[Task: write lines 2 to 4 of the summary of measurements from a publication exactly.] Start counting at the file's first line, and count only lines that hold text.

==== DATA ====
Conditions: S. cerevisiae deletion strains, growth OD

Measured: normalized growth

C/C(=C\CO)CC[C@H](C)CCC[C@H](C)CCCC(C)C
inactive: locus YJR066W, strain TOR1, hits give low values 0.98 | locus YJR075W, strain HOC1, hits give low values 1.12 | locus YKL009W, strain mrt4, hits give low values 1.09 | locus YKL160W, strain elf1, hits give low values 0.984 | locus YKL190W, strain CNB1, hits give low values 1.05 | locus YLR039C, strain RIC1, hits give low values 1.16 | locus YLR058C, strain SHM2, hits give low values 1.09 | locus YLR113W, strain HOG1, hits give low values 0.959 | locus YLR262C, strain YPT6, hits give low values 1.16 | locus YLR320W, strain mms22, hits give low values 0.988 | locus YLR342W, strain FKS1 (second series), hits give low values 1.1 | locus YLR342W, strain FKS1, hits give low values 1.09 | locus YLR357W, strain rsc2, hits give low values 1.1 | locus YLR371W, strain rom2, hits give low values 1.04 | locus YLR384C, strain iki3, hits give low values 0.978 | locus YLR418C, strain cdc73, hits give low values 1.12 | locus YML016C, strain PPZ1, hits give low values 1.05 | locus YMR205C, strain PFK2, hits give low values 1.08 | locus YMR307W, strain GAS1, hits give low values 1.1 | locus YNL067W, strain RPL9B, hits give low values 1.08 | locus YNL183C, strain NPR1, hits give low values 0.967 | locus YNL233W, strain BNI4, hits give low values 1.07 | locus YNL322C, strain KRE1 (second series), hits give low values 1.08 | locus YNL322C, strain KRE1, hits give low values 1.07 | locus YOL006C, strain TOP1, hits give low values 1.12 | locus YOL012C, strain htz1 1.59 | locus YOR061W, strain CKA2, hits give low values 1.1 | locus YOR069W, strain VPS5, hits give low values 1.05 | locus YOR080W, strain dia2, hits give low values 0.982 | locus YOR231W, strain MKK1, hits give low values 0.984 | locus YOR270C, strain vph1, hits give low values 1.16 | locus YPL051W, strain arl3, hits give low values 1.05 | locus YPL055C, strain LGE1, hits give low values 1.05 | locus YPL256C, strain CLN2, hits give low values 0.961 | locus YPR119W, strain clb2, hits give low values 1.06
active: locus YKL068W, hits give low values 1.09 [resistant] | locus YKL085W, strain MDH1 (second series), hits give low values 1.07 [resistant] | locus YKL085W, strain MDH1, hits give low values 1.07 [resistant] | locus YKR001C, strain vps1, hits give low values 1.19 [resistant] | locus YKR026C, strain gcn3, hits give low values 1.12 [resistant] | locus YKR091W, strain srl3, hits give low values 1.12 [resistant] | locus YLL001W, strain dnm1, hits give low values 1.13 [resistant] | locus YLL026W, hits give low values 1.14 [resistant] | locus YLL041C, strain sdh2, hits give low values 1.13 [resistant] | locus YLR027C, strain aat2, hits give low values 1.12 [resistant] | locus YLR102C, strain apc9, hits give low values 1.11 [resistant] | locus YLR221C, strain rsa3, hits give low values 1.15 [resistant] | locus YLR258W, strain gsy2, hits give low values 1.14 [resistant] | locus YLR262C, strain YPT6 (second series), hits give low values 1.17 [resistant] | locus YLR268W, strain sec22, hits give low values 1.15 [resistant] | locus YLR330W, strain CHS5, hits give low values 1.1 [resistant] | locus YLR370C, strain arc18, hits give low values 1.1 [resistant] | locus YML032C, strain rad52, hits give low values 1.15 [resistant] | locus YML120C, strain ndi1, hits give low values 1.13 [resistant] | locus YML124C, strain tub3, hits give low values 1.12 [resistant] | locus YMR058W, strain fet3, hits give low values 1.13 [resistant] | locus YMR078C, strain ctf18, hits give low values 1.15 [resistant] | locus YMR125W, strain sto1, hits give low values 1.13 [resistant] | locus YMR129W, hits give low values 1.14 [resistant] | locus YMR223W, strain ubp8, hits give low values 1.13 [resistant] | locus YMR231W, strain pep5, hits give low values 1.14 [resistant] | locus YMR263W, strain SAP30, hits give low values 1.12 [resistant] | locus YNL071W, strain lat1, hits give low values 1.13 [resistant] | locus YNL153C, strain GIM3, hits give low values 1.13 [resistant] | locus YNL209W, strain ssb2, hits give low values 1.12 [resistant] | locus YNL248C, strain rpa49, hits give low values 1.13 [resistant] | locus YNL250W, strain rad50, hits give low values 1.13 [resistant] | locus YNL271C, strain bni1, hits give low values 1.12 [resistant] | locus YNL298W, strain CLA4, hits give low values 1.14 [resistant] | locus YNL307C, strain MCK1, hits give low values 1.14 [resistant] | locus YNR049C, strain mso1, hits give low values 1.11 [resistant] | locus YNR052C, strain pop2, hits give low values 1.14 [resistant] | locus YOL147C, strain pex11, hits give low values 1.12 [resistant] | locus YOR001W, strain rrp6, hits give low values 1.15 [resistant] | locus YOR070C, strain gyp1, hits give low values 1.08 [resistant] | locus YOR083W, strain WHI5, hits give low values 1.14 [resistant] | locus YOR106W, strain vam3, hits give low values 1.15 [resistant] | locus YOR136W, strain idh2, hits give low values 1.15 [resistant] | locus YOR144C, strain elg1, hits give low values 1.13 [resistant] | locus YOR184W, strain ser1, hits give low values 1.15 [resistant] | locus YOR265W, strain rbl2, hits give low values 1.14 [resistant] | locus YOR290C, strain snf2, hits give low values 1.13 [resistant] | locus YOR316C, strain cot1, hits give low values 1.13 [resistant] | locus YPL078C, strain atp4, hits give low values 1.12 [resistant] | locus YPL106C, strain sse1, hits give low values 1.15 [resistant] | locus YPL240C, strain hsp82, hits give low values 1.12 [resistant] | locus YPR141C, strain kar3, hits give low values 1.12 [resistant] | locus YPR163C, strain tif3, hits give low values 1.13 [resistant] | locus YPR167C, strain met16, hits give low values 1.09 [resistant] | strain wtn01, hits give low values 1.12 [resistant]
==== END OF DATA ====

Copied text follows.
Measured: normalized growth

C/C(=C\CO)CC[C@H](C)CCC[C@H](C)CCCC(C)C
inactive: locus YJR066W, strain TOR1, hits give low values 0.98 | locus YJR075W, strain HOC1, hits give low values 1.12 | locus YKL009W, strain mrt4, hits give low values 1.09 | locus YKL160W, strain elf1, hits give low values 0.984 | locus YKL190W, strain CNB1, hits give low values 1.05 | locus YLR039C, strain RIC1, hits give low values 1.16 | locus YLR058C, strain SHM2, hits give low values 1.09 | locus YLR113W, strain HOG1, hits give low values 0.959 | locus YLR262C, strain YPT6, hits give low values 1.16 | locus YLR320W, strain mms22, hits give low values 0.988 | locus YLR342W, strain FKS1 (second series), hits give low values 1.1 | locus YLR342W, strain FKS1, hits give low values 1.09 | locus YLR357W, strain rsc2, hits give low values 1.1 | locus YLR371W, strain rom2, hits give low values 1.04 | locus YLR384C, strain iki3, hits give low values 0.978 | locus YLR418C, strain cdc73, hits give low values 1.12 | locus YML016C, strain PPZ1, hits give low values 1.05 | locus YMR205C, strain PFK2, hits give low values 1.08 | locus YMR307W, strain GAS1, hits give low values 1.1 | locus YNL067W, strain RPL9B, hits give low values 1.08 | locus YNL183C, strain NPR1, hits give low values 0.967 | locus YNL233W, strain BNI4, hits give low values 1.07 | locus YNL322C, strain KRE1 (second series), hits give low values 1.08 | locus YNL322C, strain KRE1, hits give low values 1.07 | locus YOL006C, strain TOP1, hits give low values 1.12 | locus YOL012C, strain htz1 1.59 | locus YOR061W, strain CKA2, hits give low values 1.1 | locus YOR069W, strain VPS5, hits give low values 1.05 | locus YOR080W, strain dia2, hits give low values 0.982 | locus YOR231W, strain MKK1, hits give low values 0.984 | locus YOR270C, strain vph1, hits give low values 1.16 | locus YPL051W, strain arl3, hits give low values 1.05 | locus YPL055C, strain LGE1, hits give low values 1.05 | locus YPL256C, strain CLN2, hits give low values 0.961 | locus YPR119W, strain clb2, hits give low values 1.06